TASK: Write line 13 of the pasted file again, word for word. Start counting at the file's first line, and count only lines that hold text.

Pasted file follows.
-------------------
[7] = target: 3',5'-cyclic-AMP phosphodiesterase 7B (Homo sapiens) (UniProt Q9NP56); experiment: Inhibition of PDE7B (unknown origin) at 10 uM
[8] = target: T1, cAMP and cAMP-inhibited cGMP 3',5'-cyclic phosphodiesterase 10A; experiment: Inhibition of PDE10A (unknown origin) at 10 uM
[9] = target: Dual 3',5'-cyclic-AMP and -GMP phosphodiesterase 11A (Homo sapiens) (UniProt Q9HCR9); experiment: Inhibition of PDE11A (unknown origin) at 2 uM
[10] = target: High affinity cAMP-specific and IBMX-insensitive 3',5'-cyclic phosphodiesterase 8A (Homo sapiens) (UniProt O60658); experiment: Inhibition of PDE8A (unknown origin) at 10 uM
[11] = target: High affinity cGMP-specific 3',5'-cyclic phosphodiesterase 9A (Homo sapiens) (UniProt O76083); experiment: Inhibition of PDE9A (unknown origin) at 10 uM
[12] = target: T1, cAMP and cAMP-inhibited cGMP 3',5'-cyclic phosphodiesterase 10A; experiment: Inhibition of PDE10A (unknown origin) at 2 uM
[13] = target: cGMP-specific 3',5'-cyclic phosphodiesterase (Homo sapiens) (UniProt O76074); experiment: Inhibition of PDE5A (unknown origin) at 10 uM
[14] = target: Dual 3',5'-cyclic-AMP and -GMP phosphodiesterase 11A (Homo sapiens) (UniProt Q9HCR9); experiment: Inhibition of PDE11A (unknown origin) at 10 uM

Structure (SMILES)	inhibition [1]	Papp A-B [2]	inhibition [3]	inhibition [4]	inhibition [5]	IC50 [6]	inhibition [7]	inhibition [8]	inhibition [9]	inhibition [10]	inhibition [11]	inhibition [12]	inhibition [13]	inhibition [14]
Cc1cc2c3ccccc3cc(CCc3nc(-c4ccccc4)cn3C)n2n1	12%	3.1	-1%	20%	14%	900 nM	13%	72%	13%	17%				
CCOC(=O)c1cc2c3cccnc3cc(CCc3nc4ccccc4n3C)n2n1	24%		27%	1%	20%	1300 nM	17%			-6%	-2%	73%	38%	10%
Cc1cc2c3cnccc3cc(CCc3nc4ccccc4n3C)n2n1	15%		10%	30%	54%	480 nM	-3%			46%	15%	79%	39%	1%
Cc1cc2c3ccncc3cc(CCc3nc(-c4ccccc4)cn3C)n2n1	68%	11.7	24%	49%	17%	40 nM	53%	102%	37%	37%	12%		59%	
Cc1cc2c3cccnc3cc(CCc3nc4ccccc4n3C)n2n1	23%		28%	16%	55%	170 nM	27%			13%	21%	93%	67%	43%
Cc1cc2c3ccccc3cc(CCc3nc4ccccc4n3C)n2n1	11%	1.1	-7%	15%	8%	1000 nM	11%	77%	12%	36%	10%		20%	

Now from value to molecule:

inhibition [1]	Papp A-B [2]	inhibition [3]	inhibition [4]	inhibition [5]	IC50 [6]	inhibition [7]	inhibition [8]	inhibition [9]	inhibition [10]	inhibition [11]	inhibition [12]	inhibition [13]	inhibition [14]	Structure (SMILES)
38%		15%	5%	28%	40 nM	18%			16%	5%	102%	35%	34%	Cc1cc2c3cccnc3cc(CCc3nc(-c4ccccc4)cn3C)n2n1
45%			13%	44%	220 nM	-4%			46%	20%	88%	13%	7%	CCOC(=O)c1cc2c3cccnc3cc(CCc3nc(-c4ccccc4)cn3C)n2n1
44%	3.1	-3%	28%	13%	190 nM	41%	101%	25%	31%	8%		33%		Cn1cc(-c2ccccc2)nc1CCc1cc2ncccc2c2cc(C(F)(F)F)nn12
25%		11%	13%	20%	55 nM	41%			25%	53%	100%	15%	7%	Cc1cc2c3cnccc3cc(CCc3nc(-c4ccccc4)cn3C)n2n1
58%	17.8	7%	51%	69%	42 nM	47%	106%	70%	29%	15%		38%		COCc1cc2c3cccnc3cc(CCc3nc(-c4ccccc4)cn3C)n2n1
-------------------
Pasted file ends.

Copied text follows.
Cc1cc2c3ccncc3cc(CCc3nc(-c4ccccc4)cn3C)n2n1	68%	11.7	24%	49%	17%	40 nM	53%	102%	37%	37%	12%		59%	